A touching, if slightly self-indulgent, musical voyage through the life of a talented young musician.







 By Joel Benjamin




Benjamin Scheuer has an open face, a shock of wavy hair and a pleasant voice plus two very skilled hands.   He uses all these assets to pour out a series of heartfelt songs that tell the story of his life, from strong-minded kid to the man scarred and molded by heartache and illness. His guitar playing is agile, if not downright virtuosic and his singing earnest. The title comes from a childhood song about grasshoppers, owls and lions, the latter stand-ins for Scheuer and his brothers. His songwriting style is a mix of folk and soft rock, with sophisticated key changes and dramatic musical flourishes, all played with a deftness made all the more remarkable as he shifted from one sized guitar to another as his tale required.

Sitting in a set defined by distressed walls, some chairs and multiple guitars, Mr. Scheuer began telling his story in song, beginning with a sweet tale of a cookie tin banjo his father made for him, his first attempt at making music, hoping to be as good as his dad. His intellectual parents gave him a great deal of leeway, perhaps too much. When, as a headstrong teenager his grades slipped and his dad refused to let him go off on a high school band trip, he rebelled, leaving a nasty note for his father. Unfortunately, his father died just after that leaving Scheuer to nurse grief, guilt and a deep sense of frustration that he would never learn to play like his father.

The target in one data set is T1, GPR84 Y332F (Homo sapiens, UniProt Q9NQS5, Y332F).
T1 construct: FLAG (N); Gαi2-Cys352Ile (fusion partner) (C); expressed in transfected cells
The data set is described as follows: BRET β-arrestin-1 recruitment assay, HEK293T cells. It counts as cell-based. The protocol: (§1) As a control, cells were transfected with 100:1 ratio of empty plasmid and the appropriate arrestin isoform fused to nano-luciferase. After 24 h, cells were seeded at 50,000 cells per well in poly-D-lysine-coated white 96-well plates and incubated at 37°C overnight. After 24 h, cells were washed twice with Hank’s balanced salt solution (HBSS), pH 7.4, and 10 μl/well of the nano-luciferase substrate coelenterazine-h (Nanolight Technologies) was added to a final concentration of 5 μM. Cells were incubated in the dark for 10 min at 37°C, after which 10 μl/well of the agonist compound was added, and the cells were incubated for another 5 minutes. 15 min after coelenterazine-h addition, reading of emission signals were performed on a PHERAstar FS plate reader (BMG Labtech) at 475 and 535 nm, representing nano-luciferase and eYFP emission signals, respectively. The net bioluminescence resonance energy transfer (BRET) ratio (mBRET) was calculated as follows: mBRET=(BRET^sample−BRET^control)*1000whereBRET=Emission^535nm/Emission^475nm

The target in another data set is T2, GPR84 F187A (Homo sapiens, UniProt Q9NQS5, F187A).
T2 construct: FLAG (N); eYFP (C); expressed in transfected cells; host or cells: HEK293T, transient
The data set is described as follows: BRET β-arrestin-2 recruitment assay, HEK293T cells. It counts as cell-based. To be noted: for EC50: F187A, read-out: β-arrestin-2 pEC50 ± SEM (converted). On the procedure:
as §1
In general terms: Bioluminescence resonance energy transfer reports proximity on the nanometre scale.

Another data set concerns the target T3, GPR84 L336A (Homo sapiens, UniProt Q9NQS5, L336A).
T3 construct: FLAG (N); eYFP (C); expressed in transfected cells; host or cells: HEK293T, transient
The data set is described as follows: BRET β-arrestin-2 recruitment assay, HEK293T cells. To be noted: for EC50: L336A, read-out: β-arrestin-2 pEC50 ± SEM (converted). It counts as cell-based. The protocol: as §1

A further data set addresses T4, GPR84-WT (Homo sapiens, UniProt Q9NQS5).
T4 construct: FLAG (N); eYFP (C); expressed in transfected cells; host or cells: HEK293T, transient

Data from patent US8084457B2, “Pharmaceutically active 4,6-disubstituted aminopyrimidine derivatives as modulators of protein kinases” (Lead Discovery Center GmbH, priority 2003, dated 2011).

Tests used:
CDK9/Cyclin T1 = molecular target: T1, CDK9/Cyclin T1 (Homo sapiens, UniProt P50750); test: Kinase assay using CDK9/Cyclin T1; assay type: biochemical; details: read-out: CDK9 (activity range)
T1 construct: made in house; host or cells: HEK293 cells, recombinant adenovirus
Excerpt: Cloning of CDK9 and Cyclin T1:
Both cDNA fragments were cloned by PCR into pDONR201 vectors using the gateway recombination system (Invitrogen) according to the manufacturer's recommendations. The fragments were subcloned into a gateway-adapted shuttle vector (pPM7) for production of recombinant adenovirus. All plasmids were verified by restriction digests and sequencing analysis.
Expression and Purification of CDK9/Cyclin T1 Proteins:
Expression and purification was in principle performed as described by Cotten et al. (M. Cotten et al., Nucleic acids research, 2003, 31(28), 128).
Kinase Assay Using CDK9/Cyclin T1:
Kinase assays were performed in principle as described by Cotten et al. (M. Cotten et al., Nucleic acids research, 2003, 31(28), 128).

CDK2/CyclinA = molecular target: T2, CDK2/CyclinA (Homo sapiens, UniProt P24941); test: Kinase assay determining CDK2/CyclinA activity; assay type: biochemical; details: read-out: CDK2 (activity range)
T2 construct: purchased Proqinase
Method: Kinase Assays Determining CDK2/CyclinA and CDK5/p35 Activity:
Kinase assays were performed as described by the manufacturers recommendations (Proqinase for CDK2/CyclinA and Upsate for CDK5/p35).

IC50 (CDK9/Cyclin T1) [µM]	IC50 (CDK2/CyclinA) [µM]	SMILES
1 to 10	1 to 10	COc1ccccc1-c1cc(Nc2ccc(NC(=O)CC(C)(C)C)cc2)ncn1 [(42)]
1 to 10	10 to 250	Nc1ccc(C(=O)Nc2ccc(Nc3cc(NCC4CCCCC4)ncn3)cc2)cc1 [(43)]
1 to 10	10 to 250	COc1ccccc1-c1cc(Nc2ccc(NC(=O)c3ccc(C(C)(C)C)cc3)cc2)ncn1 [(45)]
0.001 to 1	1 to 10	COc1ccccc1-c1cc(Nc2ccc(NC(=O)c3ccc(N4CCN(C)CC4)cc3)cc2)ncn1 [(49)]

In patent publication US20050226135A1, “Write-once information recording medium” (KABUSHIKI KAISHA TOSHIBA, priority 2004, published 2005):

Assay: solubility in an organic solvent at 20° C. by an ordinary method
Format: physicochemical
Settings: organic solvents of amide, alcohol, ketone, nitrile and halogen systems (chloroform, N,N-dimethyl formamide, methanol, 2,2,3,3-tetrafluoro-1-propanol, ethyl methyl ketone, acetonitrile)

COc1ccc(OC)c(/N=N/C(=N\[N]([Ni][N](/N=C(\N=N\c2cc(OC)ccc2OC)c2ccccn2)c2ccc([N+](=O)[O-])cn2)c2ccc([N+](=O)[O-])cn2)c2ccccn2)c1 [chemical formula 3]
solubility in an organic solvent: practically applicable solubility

After his father’s untimely death, Scheuer’s mom, English by birth, moves the family to Great Britain where he gets into adolescent trouble with his schoolmasters for playing electric guitar. The specter of his father never leaves him, even as he returns to New York where he meets Julie (“You’re Different, but Loving You will Be Easy”) and falls in love. His love affair has ups and downs but ends on a sad note, just as he discovers that he has a rare cancer. His family comes from England to care for him. He sings explicitly of all the physical repercussions of his disease.

His recovery process allows him to re-discover not only his family, but himself, leading him to many revelations (“When This Thing is Over”), including finding his own identity. He ends on a touching note that finally acknowledges his deep love for his dad and, not incidentally, his musical talent which saved him.

The intimate Lynn Redgrave Theater is a perfect space for The Lion allowing the audience to read the myriad expressions on Mr. Scheuer’s face and hear every nuance of his musical artistry. Though some of the more intimate confessions are a bit difficult to take, Benjamin Scheuer’s ardor is honest and straightforward going straight for the gut.

*Photos: Matthew Murphy

The Lion – through March 29, 2015

Lynn Redgrave Theater at Culture Project  45 Bleecker St. (at Lafayette St.)  New York, NY

Tickets & Information: 866-811-4111 or www.thelionmusical.com

Running time: 70 minutes, no intermission